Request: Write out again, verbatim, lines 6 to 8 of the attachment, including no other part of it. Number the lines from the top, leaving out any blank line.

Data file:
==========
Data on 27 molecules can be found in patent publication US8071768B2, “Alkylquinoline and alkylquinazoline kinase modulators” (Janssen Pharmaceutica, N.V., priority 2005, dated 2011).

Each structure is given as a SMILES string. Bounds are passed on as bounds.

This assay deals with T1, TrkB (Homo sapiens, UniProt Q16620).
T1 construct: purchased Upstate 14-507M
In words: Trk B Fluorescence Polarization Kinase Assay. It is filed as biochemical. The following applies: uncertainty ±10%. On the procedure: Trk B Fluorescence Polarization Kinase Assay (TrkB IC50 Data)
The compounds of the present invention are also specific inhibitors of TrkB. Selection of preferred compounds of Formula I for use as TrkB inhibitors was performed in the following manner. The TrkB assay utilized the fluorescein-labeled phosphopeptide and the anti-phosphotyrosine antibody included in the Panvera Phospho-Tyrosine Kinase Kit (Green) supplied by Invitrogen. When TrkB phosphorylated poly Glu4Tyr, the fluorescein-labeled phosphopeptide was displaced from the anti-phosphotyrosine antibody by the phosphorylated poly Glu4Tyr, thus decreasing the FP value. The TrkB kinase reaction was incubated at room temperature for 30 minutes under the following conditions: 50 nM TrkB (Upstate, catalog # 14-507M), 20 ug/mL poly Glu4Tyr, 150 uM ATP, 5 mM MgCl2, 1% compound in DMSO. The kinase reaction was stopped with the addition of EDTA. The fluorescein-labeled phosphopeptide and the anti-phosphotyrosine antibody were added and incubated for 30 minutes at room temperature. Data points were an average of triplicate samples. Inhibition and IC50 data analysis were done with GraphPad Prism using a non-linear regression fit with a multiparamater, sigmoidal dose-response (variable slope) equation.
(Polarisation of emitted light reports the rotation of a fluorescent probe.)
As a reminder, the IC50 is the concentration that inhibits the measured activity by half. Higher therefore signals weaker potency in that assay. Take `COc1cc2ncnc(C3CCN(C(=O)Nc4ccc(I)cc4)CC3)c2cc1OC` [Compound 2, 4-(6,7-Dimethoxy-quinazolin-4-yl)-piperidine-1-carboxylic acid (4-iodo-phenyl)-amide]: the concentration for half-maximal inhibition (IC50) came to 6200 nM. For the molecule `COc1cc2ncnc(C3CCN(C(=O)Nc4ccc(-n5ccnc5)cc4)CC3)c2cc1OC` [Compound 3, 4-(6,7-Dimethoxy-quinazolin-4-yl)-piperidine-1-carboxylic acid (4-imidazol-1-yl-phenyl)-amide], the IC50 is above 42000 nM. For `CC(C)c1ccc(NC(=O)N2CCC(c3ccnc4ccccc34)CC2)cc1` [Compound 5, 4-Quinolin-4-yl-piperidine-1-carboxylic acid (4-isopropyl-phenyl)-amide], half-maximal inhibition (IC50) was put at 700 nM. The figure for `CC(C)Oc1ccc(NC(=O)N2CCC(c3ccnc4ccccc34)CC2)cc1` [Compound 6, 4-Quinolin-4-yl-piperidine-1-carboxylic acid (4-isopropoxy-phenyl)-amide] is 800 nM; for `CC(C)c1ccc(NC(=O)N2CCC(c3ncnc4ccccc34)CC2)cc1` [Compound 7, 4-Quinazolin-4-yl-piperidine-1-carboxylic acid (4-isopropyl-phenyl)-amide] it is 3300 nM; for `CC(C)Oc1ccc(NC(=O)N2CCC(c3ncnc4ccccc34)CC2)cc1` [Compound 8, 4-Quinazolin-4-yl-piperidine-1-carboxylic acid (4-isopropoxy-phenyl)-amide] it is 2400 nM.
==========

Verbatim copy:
The compounds of the present invention are also specific inhibitors of TrkB. Selection of preferred compounds of Formula I for use as TrkB inhibitors was performed in the following manner. The TrkB assay utilized the fluorescein-labeled phosphopeptide and the anti-phosphotyrosine antibody included in the Panvera Phospho-Tyrosine Kinase Kit (Green) supplied by Invitrogen. When TrkB phosphorylated poly Glu4Tyr, the fluorescein-labeled phosphopeptide was displaced from the anti-phosphotyrosine antibody by the phosphorylated poly Glu4Tyr, thus decreasing the FP value. The TrkB kinase reaction was incubated at room temperature for 30 minutes under the following conditions: 50 nM TrkB (Upstate, catalog # 14-507M), 20 ug/mL poly Glu4Tyr, 150 uM ATP, 5 mM MgCl2, 1% compound in DMSO. The kinase reaction was stopped with the addition of EDTA. The fluorescein-labeled phosphopeptide and the anti-phosphotyrosine antibody were added and incubated for 30 minutes at room temperature. Data points were an average of triplicate samples. Inhibition and IC50 data analysis were done with GraphPad Prism using a non-linear regression fit with a multiparamater, sigmoidal dose-response (variable slope) equation.
(Polarisation of emitted light reports the rotation of a fluorescent probe.)
As a reminder, the IC50 is the concentration that inhibits the measured activity by half. Higher therefore signals weaker potency in that assay. Take `COc1cc2ncnc(C3CCN(C(=O)Nc4ccc(I)cc4)CC3)c2cc1OC` [Compound 2, 4-(6,7-Dimethoxy-quinazolin-4-yl)-piperidine-1-carboxylic acid (4-iodo-phenyl)-amide]: the concentration for half-maximal inhibition (IC50) came to 6200 nM. For the molecule `COc1cc2ncnc(C3CCN(C(=O)Nc4ccc(-n5ccnc5)cc4)CC3)c2cc1OC` [Compound 3, 4-(6,7-Dimethoxy-quinazolin-4-yl)-piperidine-1-carboxylic acid (4-imidazol-1-yl-phenyl)-amide], the IC50 is above 42000 nM. For `CC(C)c1ccc(NC(=O)N2CCC(c3ccnc4ccccc34)CC2)cc1` [Compound 5, 4-Quinolin-4-yl-piperidine-1-carboxylic acid (4-isopropyl-phenyl)-amide], half-maximal inhibition (IC50) was put at 700 nM. The figure for `CC(C)Oc1ccc(NC(=O)N2CCC(c3ccnc4ccccc34)CC2)cc1` [Compound 6, 4-Quinolin-4-yl-piperidine-1-carboxylic acid (4-isopropoxy-phenyl)-amide] is 800 nM; for `CC(C)c1ccc(NC(=O)N2CCC(c3ncnc4ccccc34)CC2)cc1` [Compound 7, 4-Quinazolin-4-yl-piperidine-1-carboxylic acid (4-isopropyl-phenyl)-amide] it is 3300 nM; for `CC(C)Oc1ccc(NC(=O)N2CCC(c3ncnc4ccccc34)CC2)cc1` [Compound 8, 4-Quinazolin-4-yl-piperidine-1-carboxylic acid (4-isopropoxy-phenyl)-amide] it is 2400 nM.